If you are going to mount a musical that takes the election of Barack Obama as its subject matter, you had better have something to say. Or at least something to sing. Otherwise you are wasting everyone's time, because quite a lot has already been said—and sung—about the event: It's, like, perhaps the most said-and-sung-about presidential election ever.

No shatteringly fresh perspective? Please do not put up signs and sell tickets and otherwise distract us all from enjoying the amazing experience that is living through the actual, real-life, and quite thrilling Obama era. I was really, truly ready for Obama on My Mind to take me on an exciting journey back to the nail-biting days of 2008 and offer me a chance to see it all anew. I would have loved to visit there for a couple of hours. But this perplexing attempt at entertainment at Langston Hughes Performing Arts Center doesn't take the audience anywhere recognizable—much less interesting.

The musical is set in a campaign headquarters that sometimes seems like Obama's national headquarters in Chicago and sometimes seems like an unimportant regional headquarters in Nowheresville, USA. The people who work there are doing an important job. The people who work there are buffoons. They are in a big city. They can't possibly be in a big city. They are constantly fucking up the campaign of a man who is most famous in political circles for having an amazing, almost religiously devoted staff that never fucked up. They are serious. They can't be serious.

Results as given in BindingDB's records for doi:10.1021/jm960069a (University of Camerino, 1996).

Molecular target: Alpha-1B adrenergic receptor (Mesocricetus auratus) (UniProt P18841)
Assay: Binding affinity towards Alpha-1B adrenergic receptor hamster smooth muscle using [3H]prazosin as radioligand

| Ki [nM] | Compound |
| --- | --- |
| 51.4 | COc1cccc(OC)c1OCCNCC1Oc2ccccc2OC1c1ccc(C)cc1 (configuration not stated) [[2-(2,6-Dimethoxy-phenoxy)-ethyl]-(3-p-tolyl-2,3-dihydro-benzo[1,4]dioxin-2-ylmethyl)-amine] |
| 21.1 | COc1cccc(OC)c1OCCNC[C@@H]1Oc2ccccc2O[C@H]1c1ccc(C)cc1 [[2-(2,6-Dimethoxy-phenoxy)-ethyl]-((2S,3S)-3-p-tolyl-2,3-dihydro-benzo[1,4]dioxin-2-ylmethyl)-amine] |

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This is emblematic of a larger problem: The musical can't decide whether it's a farce or a celebration. If it's a farce, it is confusingly making fun of a counterfactual to no apparent purpose. (Obama won, guys.) If it's a celebration, it is confusingly making fun of the Obama campaign to no apparent purpose. (Depicting an Obama headquarters run by a mincing gay and an outrageously dumb African American and a Hispanic obsessed with astrology celebrates Obama how?) The writer, Teddy Hayes, should have had this lame effort vetoed, instead of embraced, by director Jacqueline Moscou.

At least a quarter of the audience left at intermission. I went with them. recommended

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